New York Times," will not show any of the cartoons that provoked all that
killing.

The lead story in today`s "New York Times" was about the new cover of
"Charlie Hebdo." The new cover or the first words in the most important
headline in "The New York Times" today and beside that headline is a
picture, but it is not a picture of the new cover. It is a picture of a
story that isn`t even on page one. It`s the picture of a story that`s on
page eight.

It is an important and deeply moving picture of people in Jerusalem
attending the funeral of four hostages who were killed in Paris at that
kosher supermarket last week.

Now it is a haunting photograph full of pain, full of history. But the
only hint of hope being a beautiful blue sky. It adds something to our
comprehension of this tragedy that words cannot, that is why "The New York
Times" printed that photograph. It carries feelings that the words of "The
New York Times" do not. It supplements the words of the story in an
important way, a picture is often better than a thousand words and this one
is one of those pictures.

But there is no picture of the subject of the lead headline in "The New
York Times" today, the new cover of "Charlie Hebdo," because it is a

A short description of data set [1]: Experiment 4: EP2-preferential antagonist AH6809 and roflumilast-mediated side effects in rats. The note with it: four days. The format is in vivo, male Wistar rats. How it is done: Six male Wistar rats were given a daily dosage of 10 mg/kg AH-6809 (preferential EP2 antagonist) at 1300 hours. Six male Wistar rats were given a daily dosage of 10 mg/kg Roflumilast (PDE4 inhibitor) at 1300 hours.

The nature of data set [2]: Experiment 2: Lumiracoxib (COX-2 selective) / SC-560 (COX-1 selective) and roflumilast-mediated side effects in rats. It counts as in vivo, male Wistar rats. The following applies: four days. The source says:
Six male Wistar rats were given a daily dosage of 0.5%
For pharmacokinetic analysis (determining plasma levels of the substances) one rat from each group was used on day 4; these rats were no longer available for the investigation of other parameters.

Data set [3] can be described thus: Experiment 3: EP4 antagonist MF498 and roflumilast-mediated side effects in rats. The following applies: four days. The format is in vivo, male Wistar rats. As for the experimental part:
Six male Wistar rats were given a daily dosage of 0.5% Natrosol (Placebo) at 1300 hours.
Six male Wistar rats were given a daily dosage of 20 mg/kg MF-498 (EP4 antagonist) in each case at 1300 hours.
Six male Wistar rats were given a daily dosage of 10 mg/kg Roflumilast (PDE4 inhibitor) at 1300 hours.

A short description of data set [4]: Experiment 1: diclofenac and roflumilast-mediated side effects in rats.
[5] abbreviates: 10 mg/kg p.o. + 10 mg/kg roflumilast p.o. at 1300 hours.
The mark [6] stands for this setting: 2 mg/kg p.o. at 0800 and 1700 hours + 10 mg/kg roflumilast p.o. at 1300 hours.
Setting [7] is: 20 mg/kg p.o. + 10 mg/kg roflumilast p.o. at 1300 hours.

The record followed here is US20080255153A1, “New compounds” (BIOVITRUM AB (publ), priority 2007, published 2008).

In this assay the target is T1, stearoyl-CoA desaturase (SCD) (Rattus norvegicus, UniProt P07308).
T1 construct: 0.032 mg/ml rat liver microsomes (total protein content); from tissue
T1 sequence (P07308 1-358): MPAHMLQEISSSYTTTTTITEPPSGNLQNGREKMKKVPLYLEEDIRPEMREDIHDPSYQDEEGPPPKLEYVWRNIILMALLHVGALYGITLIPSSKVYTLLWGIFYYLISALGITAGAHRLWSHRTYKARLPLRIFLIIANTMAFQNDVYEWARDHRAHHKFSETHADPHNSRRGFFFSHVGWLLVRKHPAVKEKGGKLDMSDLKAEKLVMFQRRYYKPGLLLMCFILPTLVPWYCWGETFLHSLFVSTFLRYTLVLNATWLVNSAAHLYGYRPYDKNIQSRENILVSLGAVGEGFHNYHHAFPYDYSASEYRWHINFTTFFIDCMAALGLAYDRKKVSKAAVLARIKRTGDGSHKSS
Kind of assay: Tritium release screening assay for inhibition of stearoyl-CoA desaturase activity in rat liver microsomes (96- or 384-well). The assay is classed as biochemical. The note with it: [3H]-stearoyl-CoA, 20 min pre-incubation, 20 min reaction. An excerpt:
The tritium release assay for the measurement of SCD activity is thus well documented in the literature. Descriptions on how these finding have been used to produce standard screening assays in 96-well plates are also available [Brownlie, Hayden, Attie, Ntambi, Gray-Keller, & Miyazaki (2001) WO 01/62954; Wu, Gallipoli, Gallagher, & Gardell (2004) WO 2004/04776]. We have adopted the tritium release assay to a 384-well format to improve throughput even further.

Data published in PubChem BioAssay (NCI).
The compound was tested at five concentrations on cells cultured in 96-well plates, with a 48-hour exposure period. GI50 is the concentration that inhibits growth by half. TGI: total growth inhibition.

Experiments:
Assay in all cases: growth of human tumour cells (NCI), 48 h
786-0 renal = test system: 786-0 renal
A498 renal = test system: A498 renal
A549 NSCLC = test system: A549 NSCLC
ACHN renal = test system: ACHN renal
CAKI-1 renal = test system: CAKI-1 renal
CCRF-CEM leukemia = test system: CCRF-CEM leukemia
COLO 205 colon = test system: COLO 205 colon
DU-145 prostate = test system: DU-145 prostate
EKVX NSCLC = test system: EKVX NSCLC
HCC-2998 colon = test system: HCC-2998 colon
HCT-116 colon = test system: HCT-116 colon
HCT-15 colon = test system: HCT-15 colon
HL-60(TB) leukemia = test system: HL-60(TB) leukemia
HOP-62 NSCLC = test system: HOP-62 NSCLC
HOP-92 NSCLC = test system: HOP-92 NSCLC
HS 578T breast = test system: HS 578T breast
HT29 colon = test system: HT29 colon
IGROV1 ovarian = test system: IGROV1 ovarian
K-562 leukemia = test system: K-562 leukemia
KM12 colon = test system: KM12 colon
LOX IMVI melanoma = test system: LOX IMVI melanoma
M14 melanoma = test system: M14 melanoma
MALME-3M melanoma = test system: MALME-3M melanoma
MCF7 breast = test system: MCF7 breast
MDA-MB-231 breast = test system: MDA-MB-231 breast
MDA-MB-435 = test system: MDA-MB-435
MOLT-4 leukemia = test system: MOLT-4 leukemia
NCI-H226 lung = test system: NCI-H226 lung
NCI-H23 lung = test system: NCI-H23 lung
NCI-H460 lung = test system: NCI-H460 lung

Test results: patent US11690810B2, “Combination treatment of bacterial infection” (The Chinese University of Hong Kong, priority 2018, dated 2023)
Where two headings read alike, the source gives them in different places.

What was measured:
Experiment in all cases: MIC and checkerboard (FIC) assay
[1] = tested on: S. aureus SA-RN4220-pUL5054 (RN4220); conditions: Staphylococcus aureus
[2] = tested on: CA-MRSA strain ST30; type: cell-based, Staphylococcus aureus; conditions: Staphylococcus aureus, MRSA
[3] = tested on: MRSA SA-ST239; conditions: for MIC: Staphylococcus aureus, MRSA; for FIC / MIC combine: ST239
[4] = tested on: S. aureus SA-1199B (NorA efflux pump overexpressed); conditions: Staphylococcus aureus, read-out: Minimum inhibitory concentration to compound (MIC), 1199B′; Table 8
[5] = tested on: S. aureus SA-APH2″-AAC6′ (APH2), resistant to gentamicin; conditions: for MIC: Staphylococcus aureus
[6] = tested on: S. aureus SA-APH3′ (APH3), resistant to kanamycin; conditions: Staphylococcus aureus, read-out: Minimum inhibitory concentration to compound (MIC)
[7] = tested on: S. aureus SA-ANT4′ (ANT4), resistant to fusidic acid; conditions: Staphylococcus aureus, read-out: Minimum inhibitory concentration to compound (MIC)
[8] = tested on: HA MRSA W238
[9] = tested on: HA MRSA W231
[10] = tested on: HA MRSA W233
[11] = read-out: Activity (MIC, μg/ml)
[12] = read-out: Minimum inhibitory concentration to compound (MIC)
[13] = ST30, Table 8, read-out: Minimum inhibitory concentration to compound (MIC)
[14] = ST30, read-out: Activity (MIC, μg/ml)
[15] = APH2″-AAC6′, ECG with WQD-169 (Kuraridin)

depiction of Mohammed. The editor of "The New York Times" said today, "We
do not normally publish images or other materials deliberately intended to
offend religious sensibilities."

Well, OK, you don`t normally do that. But what about when those cartoons
are the most news worthy cartoons in human history? What then?

CBS News has decided that the cartoons are too newsworthy not to show. So
has "The Washington Post." And online, whatever agonizing discussions
editors at many Web sites have had, they have ended up in many cases
deciding to show the cartoons. They`ve done that at the Huffington Post,
which does business around the world, and at several other Web sites.

Last night, Anderson Cooper told David Letterman that CNN has decided not
to show the cartoons out of fear, fear for the lives, especially the lives
of CNN`s foreign correspondents and producers.

You aren`t going to hear any outrage now from me about that decision. I`m
actually glad that it`s not mine to make. I wish I could tell you what I
would decide if I were responsible for the safety of everyone in a
worldwide news organization in a situation like this. But I will never be
in that position, and so any claim as to what I would do is absolutely
hollow.

What I won`t do, what I don`t have the right to do is say, "Je Suis
Charlie," or hold up a sign saying "Je Suis Charlie." Or wear a button
saying "Je Suis Charlie."

Yesterday, the artist who drew the cartoon that was the front page news
today around the world explained himself as best he could. His words are